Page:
We’re already a week into the four-week campaign period for the 2021 territorial election.
The three parties have been holding near-daily press conferences — most streamed online to voters — in a scramble to make the most campaign commitments in the short amount of time.
Right now, no one is suggesting austerity measures. It appears all three parties, in a post-pandemic recovery mode, are feeling spendy.
Almost all candidates have been finalized in each riding as well. Right now the only ridings missing candidates from the main parties are Vuntut Gwitchin, which doesn’t currently have someone running for the Yukon Party, and Takhini-Kopper King, which doesn’t have a Liberal candidate named yet.
In random order, here is what the three parties have talked about this week.
Early in the week party leader Kate White announced she would be redirecting corporate donations to the Whitehorse Food Bank and challenged the other parties to do the same. She said an NDP government would ban corporate and union donations.
In healthcare commitments, White announced plans to establish a seven-day-a-week counselling walk-in clinic for mental health services. She’s also announced a “Patient’s Bill of Rights” that would guarantee family doctors and nurse practitioners for every Yukoner.
Following a Liberal announcement, the NDP fired back to reiterate their promise to make prescription contraception free for everyone. The party noted that right now the Yukon covers vasectomies, but leaves the cost of birth control and IUDs up to individuals.
On March 18, White unveiled the party’s plan to generate more affordable housing. The plan is to build 250 new affordable units for rent with Yukon Housing, create affordable units for seniors and free up land for development.
The NDP has also committed to capping annual rent increases, giving mobile homeowners more security in leases, and extending support for homelessness.
On March 15, the Party announced their “Action for a Change” campaign to restart the territory as we leave the pandemic. Leader Currie Dixon promised an “open and transparent” restart, with extensions to short-term relief programs, increases to tourism funding and cuts to insurance rates.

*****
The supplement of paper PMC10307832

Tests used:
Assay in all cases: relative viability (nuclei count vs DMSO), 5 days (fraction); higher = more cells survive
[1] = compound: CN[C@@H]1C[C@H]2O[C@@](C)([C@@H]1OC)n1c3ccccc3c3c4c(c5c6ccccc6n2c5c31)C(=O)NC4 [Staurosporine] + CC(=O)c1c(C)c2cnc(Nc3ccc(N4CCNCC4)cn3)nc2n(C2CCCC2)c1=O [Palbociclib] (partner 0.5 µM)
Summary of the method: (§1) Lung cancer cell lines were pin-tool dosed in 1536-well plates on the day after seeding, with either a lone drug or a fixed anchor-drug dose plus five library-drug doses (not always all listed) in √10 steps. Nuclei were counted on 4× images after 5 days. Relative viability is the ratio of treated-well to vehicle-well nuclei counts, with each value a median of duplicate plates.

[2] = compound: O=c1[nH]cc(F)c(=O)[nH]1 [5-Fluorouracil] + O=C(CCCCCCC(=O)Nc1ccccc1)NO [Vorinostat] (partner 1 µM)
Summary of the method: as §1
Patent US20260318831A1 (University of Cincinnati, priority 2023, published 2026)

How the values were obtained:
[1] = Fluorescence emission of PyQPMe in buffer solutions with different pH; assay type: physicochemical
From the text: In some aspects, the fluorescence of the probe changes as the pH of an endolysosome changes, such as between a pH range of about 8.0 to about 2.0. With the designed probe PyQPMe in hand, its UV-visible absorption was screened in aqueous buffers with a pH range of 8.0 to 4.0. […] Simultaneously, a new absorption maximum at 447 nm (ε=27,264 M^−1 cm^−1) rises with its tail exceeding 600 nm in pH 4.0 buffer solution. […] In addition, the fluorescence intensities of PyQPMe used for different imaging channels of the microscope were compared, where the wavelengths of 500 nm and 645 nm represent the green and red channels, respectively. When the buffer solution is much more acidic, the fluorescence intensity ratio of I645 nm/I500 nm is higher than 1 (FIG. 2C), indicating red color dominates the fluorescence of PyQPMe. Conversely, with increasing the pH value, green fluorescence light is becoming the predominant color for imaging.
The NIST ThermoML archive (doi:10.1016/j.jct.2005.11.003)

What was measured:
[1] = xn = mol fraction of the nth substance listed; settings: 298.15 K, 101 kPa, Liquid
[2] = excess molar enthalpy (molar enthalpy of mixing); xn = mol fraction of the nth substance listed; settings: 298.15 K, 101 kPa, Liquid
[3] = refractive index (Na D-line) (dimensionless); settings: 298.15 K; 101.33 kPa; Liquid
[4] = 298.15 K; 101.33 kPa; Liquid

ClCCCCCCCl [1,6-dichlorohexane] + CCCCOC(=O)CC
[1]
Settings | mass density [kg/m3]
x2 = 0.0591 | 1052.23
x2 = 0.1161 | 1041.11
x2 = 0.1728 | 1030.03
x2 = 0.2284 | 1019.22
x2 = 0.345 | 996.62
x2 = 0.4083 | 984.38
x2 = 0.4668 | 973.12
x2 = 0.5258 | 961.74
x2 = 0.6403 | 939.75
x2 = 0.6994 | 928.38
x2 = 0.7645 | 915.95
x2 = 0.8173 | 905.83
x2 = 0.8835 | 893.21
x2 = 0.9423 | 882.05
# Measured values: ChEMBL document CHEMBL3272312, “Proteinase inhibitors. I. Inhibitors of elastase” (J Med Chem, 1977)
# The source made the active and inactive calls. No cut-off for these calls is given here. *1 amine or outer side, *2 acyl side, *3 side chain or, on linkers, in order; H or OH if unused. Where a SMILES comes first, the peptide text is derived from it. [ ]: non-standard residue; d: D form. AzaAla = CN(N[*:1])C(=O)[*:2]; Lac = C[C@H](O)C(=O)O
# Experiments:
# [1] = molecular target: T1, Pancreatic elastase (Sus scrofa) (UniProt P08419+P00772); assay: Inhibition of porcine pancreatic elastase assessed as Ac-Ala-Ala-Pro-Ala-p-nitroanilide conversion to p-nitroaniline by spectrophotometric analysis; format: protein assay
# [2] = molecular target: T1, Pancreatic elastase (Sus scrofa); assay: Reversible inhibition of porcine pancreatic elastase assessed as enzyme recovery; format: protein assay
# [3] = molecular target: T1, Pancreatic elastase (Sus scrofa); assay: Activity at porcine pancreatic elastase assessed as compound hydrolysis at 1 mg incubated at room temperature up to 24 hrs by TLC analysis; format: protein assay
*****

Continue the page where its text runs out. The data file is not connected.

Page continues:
On March 17, Scott Kent announced a new plan for infrastructure spending to help recover from the pandemic and measures to “reestablish (the Yukon) as a desirable jurisdiction to invest in.”
That plan involves a long-term tendering forecast, 10-year investment plan for infrastructure, more resources for road upgrade programs and a plan to seek access to tidewater via Alaska and B.C. neighbours.
The party has also made tech-related announcements, including a new venture capital program to encourage investments in Yukon-based small businesses and using the government’s own procurement to adopt locally produced tech solutions.
The Yukon Party also released their education plan, which includes more experiential learning programs, financial support for students affected by the pandemic and bringing Indigenous high school graduation rates up by 80 per cent in the next 10 years.
The Liberals have formed their campaign around the slogan “Let’s Keep Going.” Their pitch is that in four years, they’ve “built a foundation” and now want to follow-through with the relationships developed and plans put on the table.
On March 17 the Liberals re-announced their childcare subsidy and the commitment to bring in regulated midwifery. A new item includes a promise to subsidize prescription birth control and period products for those in need as part of the 2021 platform commitments.
The Liberals have also committed to a Bilingual Health Centre for Whitehorse, extensive healthcare coverage for transgender individuals in the territory, as well as a strategy for LGBT and two-spirit inclusiveness that includes a physical Yukon Pride Centre working with Queer Yukon.
On March 19 the Liberals committed to increasing safety in rural communities. The plan for that promise involves expanding the Sexualized Assault Response Team program to the communities and introducing community safety plans. They also want to bring in supportive community housing and better pay for remote EMS.
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